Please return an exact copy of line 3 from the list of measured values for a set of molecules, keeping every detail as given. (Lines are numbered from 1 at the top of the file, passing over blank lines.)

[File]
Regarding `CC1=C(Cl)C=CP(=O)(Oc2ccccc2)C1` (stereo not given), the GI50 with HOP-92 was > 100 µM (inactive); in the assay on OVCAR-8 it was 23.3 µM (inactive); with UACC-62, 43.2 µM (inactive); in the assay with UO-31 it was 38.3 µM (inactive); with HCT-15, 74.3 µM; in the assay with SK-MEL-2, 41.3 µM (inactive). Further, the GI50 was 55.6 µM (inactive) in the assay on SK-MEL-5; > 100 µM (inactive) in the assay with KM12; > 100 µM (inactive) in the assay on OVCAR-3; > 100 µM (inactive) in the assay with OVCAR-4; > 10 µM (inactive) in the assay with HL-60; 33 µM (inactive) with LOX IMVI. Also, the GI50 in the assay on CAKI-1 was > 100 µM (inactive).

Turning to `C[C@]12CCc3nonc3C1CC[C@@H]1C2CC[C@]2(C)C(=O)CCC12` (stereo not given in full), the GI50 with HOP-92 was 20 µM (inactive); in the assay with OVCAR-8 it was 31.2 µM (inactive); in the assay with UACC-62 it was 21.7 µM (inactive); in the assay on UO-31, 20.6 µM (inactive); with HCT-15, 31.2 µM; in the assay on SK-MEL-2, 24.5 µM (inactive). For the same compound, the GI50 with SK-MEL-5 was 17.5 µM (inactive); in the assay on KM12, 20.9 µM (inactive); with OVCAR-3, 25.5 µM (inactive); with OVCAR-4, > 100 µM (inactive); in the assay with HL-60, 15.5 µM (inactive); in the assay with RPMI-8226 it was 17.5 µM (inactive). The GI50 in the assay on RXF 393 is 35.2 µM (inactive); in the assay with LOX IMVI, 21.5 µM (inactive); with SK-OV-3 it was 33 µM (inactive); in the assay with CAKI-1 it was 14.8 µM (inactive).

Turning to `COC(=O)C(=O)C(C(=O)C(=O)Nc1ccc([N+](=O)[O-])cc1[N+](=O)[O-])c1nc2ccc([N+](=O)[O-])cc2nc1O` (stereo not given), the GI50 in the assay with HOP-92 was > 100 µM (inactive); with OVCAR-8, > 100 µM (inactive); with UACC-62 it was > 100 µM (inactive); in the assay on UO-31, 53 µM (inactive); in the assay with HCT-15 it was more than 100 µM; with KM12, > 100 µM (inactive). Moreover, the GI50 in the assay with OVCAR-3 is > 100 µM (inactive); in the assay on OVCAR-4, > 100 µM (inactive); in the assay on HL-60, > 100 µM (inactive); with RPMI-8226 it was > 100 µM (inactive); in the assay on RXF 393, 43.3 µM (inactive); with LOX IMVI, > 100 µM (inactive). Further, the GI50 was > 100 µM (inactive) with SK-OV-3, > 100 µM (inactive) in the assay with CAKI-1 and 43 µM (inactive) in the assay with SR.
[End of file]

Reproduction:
Turning to `COC(=O)C(=O)C(C(=O)C(=O)Nc1ccc([N+](=O)[O-])cc1[N+](=O)[O-])c1nc2ccc([N+](=O)[O-])cc2nc1O` (stereo not given), the GI50 in the assay with HOP-92 was > 100 µM (inactive); with OVCAR-8, > 100 µM (inactive); with UACC-62 it was > 100 µM (inactive); in the assay on UO-31, 53 µM (inactive); in the assay with HCT-15 it was more than 100 µM; with KM12, > 100 µM (inactive). Moreover, the GI50 in the assay with OVCAR-3 is > 100 µM (inactive); in the assay on OVCAR-4, > 100 µM (inactive); in the assay on HL-60, > 100 µM (inactive); with RPMI-8226 it was > 100 µM (inactive); in the assay on RXF 393, 43.3 µM (inactive); with LOX IMVI, > 100 µM (inactive). Further, the GI50 was > 100 µM (inactive) with SK-OV-3, > 100 µM (inactive) in the assay with CAKI-1 and 43 µM (inactive) in the assay with SR.